I am southern. I thank God for it. Being southern means I was raised on lots of good, home-cooked foods like fried chicken, ham-hock seasoned collard greens with corn meal dumplings, fried squash, home-canned string beans, sweet potatoes, biscuits or corn bread and so many other yummy things. In the summer time, it’s common to put fresh slices of juicy tomato right out of the garden on the table, along with a dish of cucumbers that have been marinating in a little bit of vinegar with salt and pepper.
Southern food is the good life, or at least one version of it.
That said, I think people make fried chicken far too complicated. For instance, why add garlic powder or eggs to your fried chicken recipe? What’s the point? To make the simplest fried chicken, you really don’t need anything but chicken, salt, flour and oil, and ideally a cast-iron frying pan or dutch oven.
I have a few ways of making fried chicken, depending on my mood. Here are a couple…
Simple, Old-Fashioned Fried Chicken – The real deal!
- Cut up chicken, lightly salted all over
- Self-rising flour or all-purpose flour (I prefer self-rising, because it lets me use less salt and it makes for a crispier crust)
- Fat for cooking (Lard, vegetable oil, or coconut oil)
First, start by heating your oil in a heavy skillet or dutch oven on medium heat. I like to have a couple of inches of oil in my dutch oven for frying chicken. It takes a few minutes to heat up, so while that’s happening, you can get your chicken ready.
Now, make sure chicken is fairly wet when you salt it. That way, when you coat it in flour, the flour will have something to stick to. One trick my mom taught me for when we’re frying up a bunch of chicken is to put one or two cups of self-rising flour in a paper grocery bag and then toss the pieces of chicken into the bag, close it and shake to get everything dusted really well with the flour. If you don’t have a paper grocery bag, don’t worry. The point is just to get the chicken well-coated with flour. The bag just makes easy work of it, and a quick clean-up.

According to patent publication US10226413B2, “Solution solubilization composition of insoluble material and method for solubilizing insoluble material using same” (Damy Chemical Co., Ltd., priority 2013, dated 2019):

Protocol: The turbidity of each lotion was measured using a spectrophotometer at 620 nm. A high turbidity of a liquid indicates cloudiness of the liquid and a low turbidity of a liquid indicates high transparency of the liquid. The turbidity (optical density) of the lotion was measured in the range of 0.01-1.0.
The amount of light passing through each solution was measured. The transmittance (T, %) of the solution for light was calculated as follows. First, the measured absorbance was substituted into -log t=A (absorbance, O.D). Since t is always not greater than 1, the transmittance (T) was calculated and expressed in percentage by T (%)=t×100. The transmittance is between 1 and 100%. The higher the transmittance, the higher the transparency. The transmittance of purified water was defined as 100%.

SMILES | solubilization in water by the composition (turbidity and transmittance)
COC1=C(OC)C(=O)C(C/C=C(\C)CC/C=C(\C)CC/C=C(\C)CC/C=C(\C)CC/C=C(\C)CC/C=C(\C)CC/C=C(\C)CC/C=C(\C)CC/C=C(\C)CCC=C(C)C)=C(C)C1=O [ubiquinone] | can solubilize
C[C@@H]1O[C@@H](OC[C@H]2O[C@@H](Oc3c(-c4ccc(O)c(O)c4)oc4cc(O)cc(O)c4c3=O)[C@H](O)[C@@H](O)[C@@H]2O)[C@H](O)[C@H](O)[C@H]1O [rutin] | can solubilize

You’ll know your oil is hot enough for frying if you sprinkle a bit of flour in the oil and it starts to sizzle. Once the oil is hot enough, start adding your pieces until the pan has a single layer of chicken cooking.
Once the chicken is golden brown on one side, it’s time to turn it over to cook the other side. Keep an eye on it, because it’s easy to scorch the bottom of your chicken if you leave it unattended for too long.
You’ll know the chicken is done when the juices run clear and the flesh is opaque. If you want to be on the safe side, take out the thickest piece and test it with a cooking thermometer. Make sure it’s at least 170º at the thickest part. Drain all of your cooked chicken on some paper towels and Voila! Delicious, easy, old-fashioned fried chicken.
Variation: Buttermilk Fried Chicken
My mom says this is the way to handle a chicken that’s just not as tender as it should be. She’s always made sure to get young, tender birds from the store, and she cooks them up fresh, but I have a habit of buying chicken on sale and putting it in my freezer, and it’s just never as tender like that as it would be cooked from fresh.
If you end up with a bird like that, you can still make tender fried chicken. Thaw your chicken in the fridge (if it’s frozen) and then you’re going to follow the same recipe as above, EXCEPT, first prep the chicken by letting it soak at least a couple of hours (I actually like to soak it overnight) in buttermilk before salting and dredging in flour. This fried chicken will be super tender, but it does require some planning, unlike the recipe above which can be made spur-of-the-moment.
Stay tuned for more old-fashioned southern recipes — the simple way that our grandmother’s made them, not the new-fangled fancy way that TV chefs try to pawn off as “Traditional Southern Food.” 😛